Gun control advocates point to the statistics and argue that fewer guns will lead to fewer gun-related injuries and deaths. It’s a matter of safety, not necessarily disarming the entire public. Gun control advocates want limits imposed as to who can and cannot own guns and a more thorough system that better ensures that firearms are not winding up in the wrong hands.
What are arguments against gun control?
Those against gun control believe gun ownership is an individual right protected by the Second Amendment, which states: “A well regulated militia being necessary to the security of a free state, the right of the people to keep and bear arms shall not be infringed.” Gun rights advocates say that means an individual right to gun possession, while gun control advocates say it means the people’s collective right, through a militia.”
They think, contrary to what gun control advocates say, that guns make society safer. They could cause criminals to think twice before victimizing someone, as that person may be armed, and allows victims to defend themselves if a criminal does act.
How often are guns used in self-defense vs. to commit a crime?
Data shows guns are used to commit a crime about 10 times more often as they are use in self-defense.
Is there anything both sides agree on?
Yes. Gun control is a highly divisive topic in the United States, but all Americans generally support universal background checks (85 percent) and preventing people with mental illness from purchasing guns (79 percent), according to a Pew Research Center poll of 2,002 adults conducted in July 2015.
If that’s the case, why is it so difficult to pass legislation?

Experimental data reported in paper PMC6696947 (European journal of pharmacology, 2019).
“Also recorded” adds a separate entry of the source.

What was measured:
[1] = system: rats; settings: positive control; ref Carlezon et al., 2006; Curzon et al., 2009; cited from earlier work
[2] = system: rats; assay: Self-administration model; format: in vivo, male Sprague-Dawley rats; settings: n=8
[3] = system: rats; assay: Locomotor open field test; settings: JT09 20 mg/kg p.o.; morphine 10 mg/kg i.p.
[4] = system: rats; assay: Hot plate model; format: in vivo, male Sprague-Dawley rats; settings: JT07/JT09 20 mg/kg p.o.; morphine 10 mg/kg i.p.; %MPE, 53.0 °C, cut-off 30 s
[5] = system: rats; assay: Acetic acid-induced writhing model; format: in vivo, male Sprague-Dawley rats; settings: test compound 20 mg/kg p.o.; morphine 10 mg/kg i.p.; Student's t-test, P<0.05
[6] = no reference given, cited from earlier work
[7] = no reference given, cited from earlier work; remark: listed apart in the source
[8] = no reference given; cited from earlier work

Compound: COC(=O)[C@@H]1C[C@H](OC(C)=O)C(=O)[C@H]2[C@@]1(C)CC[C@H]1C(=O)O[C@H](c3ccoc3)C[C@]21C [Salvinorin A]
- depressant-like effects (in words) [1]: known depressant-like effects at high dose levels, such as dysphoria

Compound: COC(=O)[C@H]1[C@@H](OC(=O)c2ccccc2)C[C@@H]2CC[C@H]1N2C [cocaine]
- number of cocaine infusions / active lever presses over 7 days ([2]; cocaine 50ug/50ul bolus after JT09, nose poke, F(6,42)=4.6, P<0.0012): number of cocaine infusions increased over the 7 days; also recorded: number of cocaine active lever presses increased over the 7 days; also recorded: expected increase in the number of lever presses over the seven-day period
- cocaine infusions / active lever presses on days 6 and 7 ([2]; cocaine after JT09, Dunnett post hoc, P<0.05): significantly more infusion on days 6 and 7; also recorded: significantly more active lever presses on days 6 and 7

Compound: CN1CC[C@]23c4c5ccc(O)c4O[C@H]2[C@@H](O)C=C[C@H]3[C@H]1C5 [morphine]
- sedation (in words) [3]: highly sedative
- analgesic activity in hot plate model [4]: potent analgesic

“Why does nothing get done about gun control?” was one of the most Googled questions following a mass shooting in Oregon in October 2015. Since the Sandy Hook shooting, only one gun control measure has passed in Congress, and that was to renew a ban on plastic firearms that could bypass security checkpoints at airports. Measures that would expand background checks and prevent those on the terror watch list from being allowed to purchase firearms have been rejected. Why? The pro-gun lobby is a formidable. The most prominent group, the National Rifle Association (N.R.A.) which likes to say, “guns don’t kill people, people kill people” has nearly 5 million members who give money to the Political Victory Fund that supports pro-gun politicians. If elected, those politicians tend to tow the line when voting on legislation.
Though both sides of the argument agree on background checks and mental illness, they’re split as to what the priority should be: protecting gun ownership or controlling it. According to Pew, 47 percent say that it’s more important to protect it, while 50% prioritize controlling it. These numbers are not much different than those recorded pre-Sandy Hook.
Where do the frontrunners stand?
Both Hillary Clinton and Bernie Sanders want to end sales to people on the terror watch list, domestic abusers and stalkers. They support the expansion of background checks and are against straw purchases, which is when someone buys a gun for someone who is prohibited from possessing one or for someone who does not want their name associated the purchase, and the Charleston loophole that allows a gun sale to be completed before a background check is fully completed. Clinton supports ending Internet sales and the repeal of the Protection of Lawful Commerce in Arms Act which protects firearms dealers and manufacturers from being held liable if a crime is committed with their products. Sanders does not.
Ted Cruz holds an A+ rating from the N.R.A. He voted against legislation that would have expanded background checks in 2013.
In his 2000 book, The America We Deserve, Donald Trump said he was for a ban on assault weapons and a longer wait time on completing gun purchases, but on the campaign trail has supported Second Amendment rights. Trump endorsed a nationwide right to carry a concealed weapon and the elimination of all bans on guns and magazines, saying he believes law-abiding citizens should be allowed to any firearm they want.
John Kasich’s N.R.A. rating went from an F to an A in August 2015. He voted to decrease the gun-waiting period from three days to one in 1999.